Editor’s note: The State of the State series provides reports twice a year on Arkansas’ key economic sectors. The series publishes stories to begin a year and stories in July/August to provide a broad mid-year update on the state’s economy. Link here for the State of the State page and previous stories.
Arkansas’ manufacturing sector ended 2023 with an estimated 163,000 jobs, slightly lower than the 164,000 in December 2022. But the sector saw jobs grow to 165,300 jobs in June, the highest since 166,100 in April 2009.
Manufacturing, once the state’s largest jobs sector, posted record employment of 247,600 in February 1995. The sector fell to a historic low of 150,000 in April 2020 when the COVID-19 pandemic emerged.
U.S. manufacturing jobs totaled 12.979 million jobs in January 2024, up 0.3% compared with 12.942 million in January 2023. The U.S. manufacturing sector reached a record of 19.406 million jobs in August 1979.
Mervin Jebaraj, executive director for the Center for Business & Economic Research at the University of Arkansas, said the stability in Arkansas manufacturing jobs in 2023 was not unlike the growth in U.S. manufacturing jobs, “which also reached 2008 levels due to a manufacturing mini-boom spurred by federal government policies that promote manufacturing in several advanced industries and the increased demand for weapons manufacturing to meet the needs of the U.S. and its allies in a time of increased global conflict.”
MISSILES AND FOOD
Jebaraj said defense industry production – primarily with Lockheed Martin and Aerojet Rocketdyne missile and motor production, respectively, in Camden – likely helped boost manufacturing job numbers. The two companies produce many of the munitions used by Ukraine in its war with Russia and Israel in its ongoing conflicts.
“Arkansas’ boom isn’t related to the subsidies for advanced industries, but it likely related to weapons manufacturing and food processing. Both are under pressure through the end of 2023 to now, due to the lack of congressional funds allocated to war and re-armament efforts of U.S. allies and declining food prices,” Jebaraj said.
Aerojet Rocketdyne has more than 1,100 employees in Camden’s Highland Industrial Park. The facility produces more than 75,000 solid rocket motors a year, mostly for Lockheed Martin. Lockheed’s Camden plant employs around 1,000 and produces components for the Multiple Launch Rocket System (MLRS), the Tactical Missile System (TACMS) missile, the High Mobility Artillery Rocket System (HIMARS) launcher, and the PAC-3 Missile Segment Enhancement (MSE).
The state’s food manufacturing sector took a hit in 2023 when Springdale-based Tyson Foods closed a plant in Van Buren that employed around 1,000, and a North Little Rock plant that employed around 200.
Arkansas’ Department of Workforce Services shows 162,600 manufacturing jobs in December, down from 163,800 in December 2022. Of the manufacturing jobs, the state data estimates that 84,000 are in non-durable goods – such as food processing – and 78,600 in durable goods.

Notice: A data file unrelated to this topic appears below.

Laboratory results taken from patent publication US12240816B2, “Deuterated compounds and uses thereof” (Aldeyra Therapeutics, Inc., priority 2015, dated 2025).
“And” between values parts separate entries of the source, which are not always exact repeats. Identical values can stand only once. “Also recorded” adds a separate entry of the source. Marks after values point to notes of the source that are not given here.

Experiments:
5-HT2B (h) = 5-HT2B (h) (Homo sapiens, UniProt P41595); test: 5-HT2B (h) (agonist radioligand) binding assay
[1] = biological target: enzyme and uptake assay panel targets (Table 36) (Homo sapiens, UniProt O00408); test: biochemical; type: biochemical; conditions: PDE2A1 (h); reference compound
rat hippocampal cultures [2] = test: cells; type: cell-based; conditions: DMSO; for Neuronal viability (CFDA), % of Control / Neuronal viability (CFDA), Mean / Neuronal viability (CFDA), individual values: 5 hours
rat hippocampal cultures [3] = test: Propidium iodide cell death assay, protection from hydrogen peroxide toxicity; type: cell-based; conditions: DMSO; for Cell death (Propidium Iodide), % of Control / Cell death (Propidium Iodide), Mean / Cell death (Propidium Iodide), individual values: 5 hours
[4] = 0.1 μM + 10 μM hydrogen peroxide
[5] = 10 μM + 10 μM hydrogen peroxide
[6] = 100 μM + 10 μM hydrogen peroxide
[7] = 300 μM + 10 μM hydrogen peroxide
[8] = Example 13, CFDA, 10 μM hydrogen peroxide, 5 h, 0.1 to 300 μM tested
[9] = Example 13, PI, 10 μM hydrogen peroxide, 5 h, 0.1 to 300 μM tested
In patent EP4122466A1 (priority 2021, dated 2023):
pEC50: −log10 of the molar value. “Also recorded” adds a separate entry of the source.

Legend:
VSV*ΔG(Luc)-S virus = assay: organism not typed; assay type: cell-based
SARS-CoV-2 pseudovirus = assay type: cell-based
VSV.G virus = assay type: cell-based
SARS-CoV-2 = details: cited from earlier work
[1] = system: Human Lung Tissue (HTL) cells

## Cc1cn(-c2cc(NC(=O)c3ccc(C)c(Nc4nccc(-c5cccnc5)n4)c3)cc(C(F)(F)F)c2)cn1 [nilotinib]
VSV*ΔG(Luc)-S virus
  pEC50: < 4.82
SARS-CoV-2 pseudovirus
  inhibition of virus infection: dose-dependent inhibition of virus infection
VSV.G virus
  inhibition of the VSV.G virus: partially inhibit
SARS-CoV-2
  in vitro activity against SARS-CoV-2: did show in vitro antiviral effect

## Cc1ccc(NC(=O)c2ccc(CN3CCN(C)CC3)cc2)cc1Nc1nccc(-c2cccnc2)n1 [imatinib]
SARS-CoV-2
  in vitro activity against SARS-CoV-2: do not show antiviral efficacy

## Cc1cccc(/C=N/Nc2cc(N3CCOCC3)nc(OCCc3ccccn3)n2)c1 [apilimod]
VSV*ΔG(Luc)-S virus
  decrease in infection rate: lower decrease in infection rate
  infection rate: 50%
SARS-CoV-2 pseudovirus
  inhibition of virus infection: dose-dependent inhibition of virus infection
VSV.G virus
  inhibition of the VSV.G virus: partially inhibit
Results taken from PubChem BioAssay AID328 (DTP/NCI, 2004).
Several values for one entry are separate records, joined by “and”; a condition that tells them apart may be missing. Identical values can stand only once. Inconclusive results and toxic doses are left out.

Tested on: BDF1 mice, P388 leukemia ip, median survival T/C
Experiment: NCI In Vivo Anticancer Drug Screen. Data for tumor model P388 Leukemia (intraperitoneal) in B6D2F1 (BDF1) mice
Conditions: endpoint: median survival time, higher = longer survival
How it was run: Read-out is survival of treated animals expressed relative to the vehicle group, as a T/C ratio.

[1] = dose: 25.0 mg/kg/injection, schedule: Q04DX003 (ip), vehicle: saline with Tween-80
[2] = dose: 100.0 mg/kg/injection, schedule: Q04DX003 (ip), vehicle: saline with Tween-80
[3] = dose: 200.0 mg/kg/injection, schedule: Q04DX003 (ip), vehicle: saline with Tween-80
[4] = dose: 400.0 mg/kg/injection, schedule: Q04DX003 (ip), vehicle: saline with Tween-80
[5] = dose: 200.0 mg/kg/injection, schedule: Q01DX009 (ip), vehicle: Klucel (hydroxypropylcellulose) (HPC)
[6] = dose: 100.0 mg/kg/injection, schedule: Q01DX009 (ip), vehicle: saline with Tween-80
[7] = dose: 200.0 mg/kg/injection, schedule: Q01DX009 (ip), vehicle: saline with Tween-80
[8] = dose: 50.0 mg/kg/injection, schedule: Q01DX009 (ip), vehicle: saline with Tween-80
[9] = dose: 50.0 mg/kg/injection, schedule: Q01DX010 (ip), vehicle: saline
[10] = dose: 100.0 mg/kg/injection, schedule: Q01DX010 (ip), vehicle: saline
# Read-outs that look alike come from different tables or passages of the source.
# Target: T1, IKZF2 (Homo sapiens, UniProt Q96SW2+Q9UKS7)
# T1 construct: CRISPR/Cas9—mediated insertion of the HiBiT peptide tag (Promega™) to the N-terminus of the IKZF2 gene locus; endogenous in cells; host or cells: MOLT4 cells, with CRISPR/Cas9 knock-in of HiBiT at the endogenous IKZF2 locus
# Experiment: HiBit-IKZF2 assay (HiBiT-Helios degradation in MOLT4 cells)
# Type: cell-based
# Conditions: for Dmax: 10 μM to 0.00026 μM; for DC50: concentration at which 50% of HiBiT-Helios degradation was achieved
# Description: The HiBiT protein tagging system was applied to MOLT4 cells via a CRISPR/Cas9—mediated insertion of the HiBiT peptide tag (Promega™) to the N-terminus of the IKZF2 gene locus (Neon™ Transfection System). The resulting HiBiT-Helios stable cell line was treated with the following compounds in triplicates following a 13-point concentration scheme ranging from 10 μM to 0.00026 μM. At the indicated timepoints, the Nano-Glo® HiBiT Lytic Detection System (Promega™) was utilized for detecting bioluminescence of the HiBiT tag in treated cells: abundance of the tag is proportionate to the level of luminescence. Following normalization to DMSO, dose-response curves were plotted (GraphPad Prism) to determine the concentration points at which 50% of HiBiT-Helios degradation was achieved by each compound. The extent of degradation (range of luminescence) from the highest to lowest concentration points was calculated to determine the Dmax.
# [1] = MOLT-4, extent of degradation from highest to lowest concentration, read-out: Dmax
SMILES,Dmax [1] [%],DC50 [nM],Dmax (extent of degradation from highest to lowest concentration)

The Northwest Arkansas metro continues to be home to the largest number of manufacturing jobs, with 32,300 in December, up from 31,900 in December 2022. The Central Arkansas metro had 20,000 manufacturing jobs in December, above the 19,900 in December 2022. The Fort Smith metro had 18,500 jobs in December, just below the 18,600 in December 2022. Combined, the three metro areas were home to 43.4% of all Arkansas manufacturing jobs.
The National Association of Manufacturers, in a recent report, said optimism in the sector is growing, but rising health care, insurance costs, and labor shortages continue to be a concern in 2024
“Optimism in the outlook rose solidly among large manufacturers but continued to remain
challenged for small and medium-sized firms. In Q4, 77.5% of respondents from manufacturers with more than 500 employees felt positive about their company’s outlook, increasing for the second straight survey to the highest reading since Q2 2022. Meanwhile, small companies with fewer than 50 employees and medium-sized firms with between 50 and 499 employees had 65.9% and 63.0% positivity rates in Q4, respectively,” the NAM noted in its report.
According to NAM, more than 71% of manufacturers in a recent survey said their top challenge to is to attract and retain workers.
In its closely-watched report, Deloitte’s 2024 outlook predicts the sector will face labor challenges, “lingering” supply chain problems, and overall economic uncertainty.
“One factor contributing to continued supply chain delays is ongoing shortages in components such as electrical, electronic, and semiconductor parts. These shortages, which have persisted for more than 30 months now, can complicate production and delivery for a variety of manufacturing subsectors,” Deloitte noted in the report.
Another closely watched report is the Manufacturing Purchasing Managers Index (PMI) produced by the Institute for Supply Management (ISM). The recent report showed a Manufacturing PMI of 49.1% in January, up from 47.1% in December. A number above 50 indicates growth in the sector. It was the 15th consecutive month of decline according to the PMI, although a broader ISM report shows that the overall U.S. economy continued in expansion for the 45th month after one month of contraction in April 2020.
“The U.S. manufacturing sector continued to contract, though at a marginal rate compared to December. Demand moderately improved, output remained stable, and inputs are accommodative,” noted Timothy Fiore, chair of the ISM Manufacturing Business Survey Committee.